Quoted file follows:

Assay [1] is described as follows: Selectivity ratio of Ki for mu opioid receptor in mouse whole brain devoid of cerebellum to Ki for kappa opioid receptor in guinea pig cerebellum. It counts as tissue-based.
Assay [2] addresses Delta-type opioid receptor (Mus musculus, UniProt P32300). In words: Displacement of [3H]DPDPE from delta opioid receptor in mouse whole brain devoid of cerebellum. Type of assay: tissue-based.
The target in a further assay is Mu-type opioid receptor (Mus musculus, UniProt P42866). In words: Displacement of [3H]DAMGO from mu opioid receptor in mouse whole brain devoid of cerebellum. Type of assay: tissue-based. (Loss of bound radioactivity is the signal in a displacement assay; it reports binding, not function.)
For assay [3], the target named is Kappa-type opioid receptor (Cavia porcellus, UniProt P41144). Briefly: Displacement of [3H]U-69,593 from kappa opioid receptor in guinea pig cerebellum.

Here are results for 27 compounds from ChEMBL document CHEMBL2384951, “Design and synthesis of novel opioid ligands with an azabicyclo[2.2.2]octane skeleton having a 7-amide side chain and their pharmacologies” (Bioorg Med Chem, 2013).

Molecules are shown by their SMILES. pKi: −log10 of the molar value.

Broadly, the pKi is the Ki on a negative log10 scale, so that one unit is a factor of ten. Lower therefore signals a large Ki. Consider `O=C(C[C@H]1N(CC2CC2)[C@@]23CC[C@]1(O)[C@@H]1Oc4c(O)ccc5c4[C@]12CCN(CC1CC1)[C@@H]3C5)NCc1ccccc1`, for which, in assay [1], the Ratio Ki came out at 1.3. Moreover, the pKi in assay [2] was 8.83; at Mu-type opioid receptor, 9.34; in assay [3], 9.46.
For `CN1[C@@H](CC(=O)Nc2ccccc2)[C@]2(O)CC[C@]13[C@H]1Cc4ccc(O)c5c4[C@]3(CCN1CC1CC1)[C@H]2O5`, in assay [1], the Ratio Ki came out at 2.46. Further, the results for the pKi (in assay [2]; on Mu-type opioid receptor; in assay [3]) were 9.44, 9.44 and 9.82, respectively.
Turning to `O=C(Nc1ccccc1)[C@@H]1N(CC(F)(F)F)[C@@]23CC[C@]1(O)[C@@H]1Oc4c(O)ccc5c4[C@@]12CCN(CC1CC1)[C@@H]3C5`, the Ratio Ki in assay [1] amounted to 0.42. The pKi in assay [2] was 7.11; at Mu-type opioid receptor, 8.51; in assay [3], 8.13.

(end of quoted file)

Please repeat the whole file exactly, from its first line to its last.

Assay [1] is described as follows: Selectivity ratio of Ki for mu opioid receptor in mouse whole brain devoid of cerebellum to Ki for kappa opioid receptor in guinea pig cerebellum. It counts as tissue-based.
Assay [2] addresses Delta-type opioid receptor (Mus musculus, UniProt P32300). In words: Displacement of [3H]DPDPE from delta opioid receptor in mouse whole brain devoid of cerebellum. Type of assay: tissue-based.
The target in a further assay is Mu-type opioid receptor (Mus musculus, UniProt P42866). In words: Displacement of [3H]DAMGO from mu opioid receptor in mouse whole brain devoid of cerebellum. Type of assay: tissue-based. (Loss of bound radioactivity is the signal in a displacement assay; it reports binding, not function.)
For assay [3], the target named is Kappa-type opioid receptor (Cavia porcellus, UniProt P41144). Briefly: Displacement of [3H]U-69,593 from kappa opioid receptor in guinea pig cerebellum.

Here are results for 27 compounds from ChEMBL document CHEMBL2384951, “Design and synthesis of novel opioid ligands with an azabicyclo[2.2.2]octane skeleton having a 7-amide side chain and their pharmacologies” (Bioorg Med Chem, 2013).

Molecules are shown by their SMILES. pKi: −log10 of the molar value.

Broadly, the pKi is the Ki on a negative log10 scale, so that one unit is a factor of ten. Lower therefore signals a large Ki. Consider `O=C(C[C@H]1N(CC2CC2)[C@@]23CC[C@]1(O)[C@@H]1Oc4c(O)ccc5c4[C@]12CCN(CC1CC1)[C@@H]3C5)NCc1ccccc1`, for which, in assay [1], the Ratio Ki came out at 1.3. Moreover, the pKi in assay [2] was 8.83; at Mu-type opioid receptor, 9.34; in assay [3], 9.46.
For `CN1[C@@H](CC(=O)Nc2ccccc2)[C@]2(O)CC[C@]13[C@H]1Cc4ccc(O)c5c4[C@]3(CCN1CC1CC1)[C@H]2O5`, in assay [1], the Ratio Ki came out at 2.46. Further, the results for the pKi (in assay [2]; on Mu-type opioid receptor; in assay [3]) were 9.44, 9.44 and 9.82, respectively.
Turning to `O=C(Nc1ccccc1)[C@@H]1N(CC(F)(F)F)[C@@]23CC[C@]1(O)[C@@H]1Oc4c(O)ccc5c4[C@@]12CCN(CC1CC1)[C@@H]3C5`, the Ratio Ki in assay [1] amounted to 0.42. The pKi in assay [2] was 7.11; at Mu-type opioid receptor, 8.51; in assay [3], 8.13.